Gripping the wheel tightly, I stepped on the gas, speeding down I-55. As I drove, all I could picture was Rose's pale face surrounded by dark brown hair. The soft freckles across her cheeks always gave her an angelic appearance, but she was tougher than steel. She would be fine. She had to be okay.

I'd make sure of it, if it was the last thing I did.

I owed it to Mikey.

With him gone, I was all
she
had, too. Her alcoholic, abusive parents didn't count. They never had. It was just her and me against the world.

The ride to Chester Memorial went fast, and I bolted into the ER, scanning the room for any sign of Rose's latest boyfriend, Keith, as I buttoned up my shirt and adjusted my collar. He wasn't there, so maybe he was in the back with Rose. I'd only met him once, since she went through men faster than I went through classes. I didn't particularly care for him, but if she'd been attacked, I assumed he would be here, too. If not, I'd make sure he never showed his face around me again. I might be a changed man, and I might not be the boy I'd once been, but I was still from the South Side. I still knew how to show little punks how to properly respect a lady….

One way or the other.

I scanned the room again. A nurse sat behind an information desk, but I wasn't officially a family member, so I wasn't sure how much information I could get from her. A uniformed cop came out of the back room, coffee in hand. He gave me a once-over, shook his head, and turned his back on me.

“Excuse me?” I headed his way. “Officer Forkes?”

He turned back around, his brows lifted. “Yeah?”

“I'm Thorn McKinney. You called me about Rose Gallagher?”

Again, his attention drifted downward. I could see the surprise in his expression, as well as the judgment. I bit my tongue to keep back the automatic reprimand that popped to mind. “
You're
Layla's boy?”

“Yes.” I dragged my hand through my hair and tugged on my shirt self-consciously. “Rose. Where is she?
How
is she?”

“She is being wheeled into her room as we speak.” He took his hat off and held it in front of his chest. “I can take you to her in a minute, as soon as I get the all clear.”

I let out a sigh of relief. “Thank God.”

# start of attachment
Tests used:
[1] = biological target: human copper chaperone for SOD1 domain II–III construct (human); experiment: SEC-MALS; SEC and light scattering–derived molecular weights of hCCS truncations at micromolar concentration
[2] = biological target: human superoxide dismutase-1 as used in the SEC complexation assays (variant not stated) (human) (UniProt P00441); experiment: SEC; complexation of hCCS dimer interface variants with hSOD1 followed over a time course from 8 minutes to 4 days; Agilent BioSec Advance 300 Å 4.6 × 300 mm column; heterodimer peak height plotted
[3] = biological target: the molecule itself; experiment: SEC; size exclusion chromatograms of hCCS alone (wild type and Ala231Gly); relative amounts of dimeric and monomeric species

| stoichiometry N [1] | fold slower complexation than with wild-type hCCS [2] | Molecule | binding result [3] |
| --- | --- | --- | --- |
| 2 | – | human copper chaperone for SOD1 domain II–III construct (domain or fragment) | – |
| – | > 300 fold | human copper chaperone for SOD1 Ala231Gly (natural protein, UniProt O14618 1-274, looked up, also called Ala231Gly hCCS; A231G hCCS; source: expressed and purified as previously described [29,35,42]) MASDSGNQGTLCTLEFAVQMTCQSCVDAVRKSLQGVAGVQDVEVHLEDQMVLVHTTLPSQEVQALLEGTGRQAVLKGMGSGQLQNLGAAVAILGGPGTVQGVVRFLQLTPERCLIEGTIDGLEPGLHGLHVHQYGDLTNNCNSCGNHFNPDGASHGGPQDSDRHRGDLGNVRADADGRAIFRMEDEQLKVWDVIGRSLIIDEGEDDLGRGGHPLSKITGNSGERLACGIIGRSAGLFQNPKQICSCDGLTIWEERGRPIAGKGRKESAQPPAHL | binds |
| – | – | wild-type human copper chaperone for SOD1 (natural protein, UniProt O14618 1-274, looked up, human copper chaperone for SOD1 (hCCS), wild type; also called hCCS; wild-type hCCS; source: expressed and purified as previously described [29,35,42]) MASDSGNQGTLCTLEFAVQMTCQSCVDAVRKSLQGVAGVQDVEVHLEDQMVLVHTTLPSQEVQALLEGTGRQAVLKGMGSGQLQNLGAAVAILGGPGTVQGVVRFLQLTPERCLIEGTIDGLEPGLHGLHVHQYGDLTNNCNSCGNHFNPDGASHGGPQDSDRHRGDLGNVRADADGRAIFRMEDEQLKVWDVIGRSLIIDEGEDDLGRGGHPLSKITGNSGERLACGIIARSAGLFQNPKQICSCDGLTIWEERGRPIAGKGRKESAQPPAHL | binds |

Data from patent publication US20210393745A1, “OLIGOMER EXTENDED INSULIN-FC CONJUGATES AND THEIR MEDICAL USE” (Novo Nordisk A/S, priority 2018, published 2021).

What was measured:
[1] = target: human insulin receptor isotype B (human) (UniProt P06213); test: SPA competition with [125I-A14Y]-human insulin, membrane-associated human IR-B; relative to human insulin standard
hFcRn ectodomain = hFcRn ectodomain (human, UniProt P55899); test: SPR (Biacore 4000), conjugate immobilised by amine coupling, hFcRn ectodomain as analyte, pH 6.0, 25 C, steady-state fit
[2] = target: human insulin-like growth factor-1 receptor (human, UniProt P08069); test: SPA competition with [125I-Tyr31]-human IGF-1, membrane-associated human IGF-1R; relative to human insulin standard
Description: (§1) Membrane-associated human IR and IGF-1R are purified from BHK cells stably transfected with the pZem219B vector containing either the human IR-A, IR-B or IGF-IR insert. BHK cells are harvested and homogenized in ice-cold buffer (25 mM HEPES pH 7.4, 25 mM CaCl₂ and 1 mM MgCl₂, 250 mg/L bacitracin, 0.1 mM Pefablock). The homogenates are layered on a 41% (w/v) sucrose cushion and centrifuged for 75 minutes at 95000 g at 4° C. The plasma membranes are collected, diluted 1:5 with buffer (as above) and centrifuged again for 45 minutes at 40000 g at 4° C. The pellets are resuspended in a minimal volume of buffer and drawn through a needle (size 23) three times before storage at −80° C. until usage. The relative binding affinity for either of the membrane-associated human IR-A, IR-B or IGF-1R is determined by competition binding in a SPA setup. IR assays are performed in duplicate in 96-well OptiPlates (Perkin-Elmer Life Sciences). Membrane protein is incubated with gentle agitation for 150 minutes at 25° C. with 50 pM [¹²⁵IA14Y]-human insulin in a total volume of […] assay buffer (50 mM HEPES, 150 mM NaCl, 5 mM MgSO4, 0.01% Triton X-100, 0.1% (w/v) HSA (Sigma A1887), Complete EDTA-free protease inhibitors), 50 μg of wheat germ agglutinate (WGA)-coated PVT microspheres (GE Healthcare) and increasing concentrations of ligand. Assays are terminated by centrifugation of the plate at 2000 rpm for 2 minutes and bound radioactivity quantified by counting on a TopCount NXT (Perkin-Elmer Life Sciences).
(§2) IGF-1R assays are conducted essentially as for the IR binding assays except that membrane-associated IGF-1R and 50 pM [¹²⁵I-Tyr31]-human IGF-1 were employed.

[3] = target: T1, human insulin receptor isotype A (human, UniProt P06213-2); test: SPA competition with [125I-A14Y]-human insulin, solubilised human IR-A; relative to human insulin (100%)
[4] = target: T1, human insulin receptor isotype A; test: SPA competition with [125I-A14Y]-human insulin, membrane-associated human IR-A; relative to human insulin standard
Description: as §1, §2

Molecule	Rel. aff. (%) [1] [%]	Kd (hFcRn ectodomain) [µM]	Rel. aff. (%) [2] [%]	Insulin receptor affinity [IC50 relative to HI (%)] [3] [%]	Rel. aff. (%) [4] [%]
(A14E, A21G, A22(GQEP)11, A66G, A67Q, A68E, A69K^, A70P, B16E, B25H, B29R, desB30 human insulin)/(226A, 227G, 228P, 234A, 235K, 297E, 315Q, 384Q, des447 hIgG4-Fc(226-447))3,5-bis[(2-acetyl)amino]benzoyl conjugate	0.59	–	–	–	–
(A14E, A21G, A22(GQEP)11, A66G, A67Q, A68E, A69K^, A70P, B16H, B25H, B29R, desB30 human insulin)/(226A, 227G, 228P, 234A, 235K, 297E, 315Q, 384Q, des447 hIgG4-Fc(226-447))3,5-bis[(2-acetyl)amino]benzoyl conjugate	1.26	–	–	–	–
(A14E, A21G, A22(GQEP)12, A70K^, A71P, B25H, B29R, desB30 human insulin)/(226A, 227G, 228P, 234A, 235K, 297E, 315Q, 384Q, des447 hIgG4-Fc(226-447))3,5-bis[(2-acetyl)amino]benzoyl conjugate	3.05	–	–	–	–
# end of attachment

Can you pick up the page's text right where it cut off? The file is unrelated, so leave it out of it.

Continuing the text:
“Yeah.” He smirked. “Thank God.”

I didn't say anything to his sarcastic comment.

“Tell me.” He gave me the side-eye. I was used to that, especially when it came to people who knew my mother. “How is it a guy like you is the son of a hooker who's high more than she's—?” He broke off, cheeks flushing. “Forgive me. It's not my place.”

“There's nothing to forgive. You speak the truth. While my mother is one thing, I went to the opposite extreme.” I tugged on my collar. It was trying to choke me even more than usual. “Who attacked Rose?”

“They think he was a customer who thought he should get more from her than a typical hand”—the officer broke off and cleared his throat, cheeks even redder. “Well, you know.”

No. I didn't. Last I'd heard, men didn't attack waitresses because they deserved “more” than their meal. “I thought Daisy's Diner was in a good area of town.”

“It is.” The officer blinked at me. “But what does that have to do with your friend?”

I glanced toward the closed and locked glass door to the left that led to the hospital rooms. Was Rose back there? “It's where she was attacked, right?”

“No,” the officer said slowly. “She was attacked outside of her work, when she walked out the back door.”

“Yeah. At Daisy's Diner.”

Officer Forkes backed up, his eyes avoiding mine. “Uh…no. She works at Kitty Kat's. The…uh…gentleman's club on Third and Green Street.”

I froze, dread settling in my stomach like a brick. Rose,
my